By John Acton
Because the NFL has a small sample size and football games are too physically draining to schedule extra tiebreakers, hard-core NFL fans are well-accustomed to accounting for tiebreaking procedures before and during Week 17 games. Normally these tiebreakers are fairly straightforward factors such as head-to-head record or record in common games. But occasionally two teams will go through so many tiebreakers that it’s unclear what exactly a given team needs to be rooting for in football’s final week. This year is particularly difficult for Colts fans. They have to root for many low-probability events in order to have a chance of making the playoffs, and should enough of those events happen they might end up needing to root for very complicated scenarios that are difficult to even comprehend, much less keep track of.
The gist of what the Colts need is covered by Jeremy Mills of ESPN. Should the Colts win Sunday and the Texans lose, both teams will be 8-8 and will stay tied on the first four NFL tiebreakers. This triggers the fifth tiebreaker, strength of victory. The Colts cannot beat the Texans on the strength of victory tiebreaker, but they could force a tie. This requires the Broncos winning twice, the Falcons beating the Saints, the Bills beating the Jets, the Ravens beating the Bengals, and the Dolphins beating the Patriots.
If the above eight games go the Colts’ way, then the Colts trigger the sixth tiebreaker: strength of schedule. They can win this tiebreaker if the Browns beat the Steelers and the Raiders beat the Chiefs. But this isn’t the only way the Colts could make the playoffs. If one of the Browns and Raiders wins and the other ties, the Colts are automatically in. And if one of the Browns or Raiders won while the other lost (or if both teams tied) then it would trigger the seventh tiebreaker: Best combined ranking among conference teams in points scored and points allowed.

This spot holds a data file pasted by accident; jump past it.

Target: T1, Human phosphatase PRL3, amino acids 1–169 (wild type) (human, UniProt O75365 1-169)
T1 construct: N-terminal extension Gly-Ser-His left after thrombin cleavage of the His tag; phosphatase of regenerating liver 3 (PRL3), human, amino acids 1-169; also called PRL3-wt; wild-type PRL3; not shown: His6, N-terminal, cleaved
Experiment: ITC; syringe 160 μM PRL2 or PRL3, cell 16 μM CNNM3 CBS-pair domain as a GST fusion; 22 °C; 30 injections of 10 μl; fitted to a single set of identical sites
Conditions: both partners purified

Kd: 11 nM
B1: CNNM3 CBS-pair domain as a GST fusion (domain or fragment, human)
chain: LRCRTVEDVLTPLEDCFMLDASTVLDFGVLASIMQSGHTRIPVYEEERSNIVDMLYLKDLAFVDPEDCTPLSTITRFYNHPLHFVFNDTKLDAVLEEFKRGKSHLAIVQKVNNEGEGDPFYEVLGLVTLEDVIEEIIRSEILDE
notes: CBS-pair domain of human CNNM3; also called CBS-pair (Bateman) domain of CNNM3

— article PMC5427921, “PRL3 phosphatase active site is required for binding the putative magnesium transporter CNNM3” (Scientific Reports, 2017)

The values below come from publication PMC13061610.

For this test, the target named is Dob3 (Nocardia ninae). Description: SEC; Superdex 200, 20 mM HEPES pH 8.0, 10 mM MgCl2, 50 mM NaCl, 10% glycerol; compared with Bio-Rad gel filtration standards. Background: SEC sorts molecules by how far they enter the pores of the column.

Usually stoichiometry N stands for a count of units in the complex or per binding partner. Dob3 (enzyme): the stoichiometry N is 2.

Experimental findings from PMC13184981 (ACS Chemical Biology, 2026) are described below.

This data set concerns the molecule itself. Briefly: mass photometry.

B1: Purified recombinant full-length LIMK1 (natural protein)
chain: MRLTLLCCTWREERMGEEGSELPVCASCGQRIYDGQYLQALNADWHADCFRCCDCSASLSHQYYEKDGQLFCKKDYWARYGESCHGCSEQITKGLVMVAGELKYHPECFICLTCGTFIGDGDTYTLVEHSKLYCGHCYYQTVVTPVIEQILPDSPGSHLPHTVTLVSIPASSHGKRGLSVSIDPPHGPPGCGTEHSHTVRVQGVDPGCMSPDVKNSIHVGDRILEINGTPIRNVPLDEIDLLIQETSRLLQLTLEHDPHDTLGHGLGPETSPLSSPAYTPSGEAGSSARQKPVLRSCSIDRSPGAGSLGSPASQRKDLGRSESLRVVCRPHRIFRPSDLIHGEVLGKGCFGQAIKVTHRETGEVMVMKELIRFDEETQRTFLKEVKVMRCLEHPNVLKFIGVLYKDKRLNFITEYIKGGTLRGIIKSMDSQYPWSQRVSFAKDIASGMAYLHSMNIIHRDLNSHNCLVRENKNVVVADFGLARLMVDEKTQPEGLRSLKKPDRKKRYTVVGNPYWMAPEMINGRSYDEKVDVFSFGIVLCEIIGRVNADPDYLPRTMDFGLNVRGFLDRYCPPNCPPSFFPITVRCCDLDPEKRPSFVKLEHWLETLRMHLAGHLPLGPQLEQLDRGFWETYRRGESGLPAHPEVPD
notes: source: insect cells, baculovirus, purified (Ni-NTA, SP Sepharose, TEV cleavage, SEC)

This tiebreaker is where things start to get really complicated. According to NFL.com, the tiebreaker works by simply adding the two team’s conference ranking in total points scored and total points allowed and saying whoever has the lower total number wins the tiebreaker. Unfortunately for Colts fans, the Texans are currently winning in both categories, with the relevant portions of the rankings posted below:
These differentials are daunting for Colts fans, but not as daunting as they might initially seem. The difference between the Colts and Texans in points allowed is 77 points. This gap is more or less insurmountable. But somewhat plausibly, the Colts could chip away at the Texans lead in points allowed by shutting down the Jaguars offense while the Dolphins, Ravens, Raiders, and Chargers allow their opponents to score. This could leave the Texans with a 2-spot lead over the Colts in points allowed, meaning the Colts would have to have a 2+ spot lead over the Texans in points scored.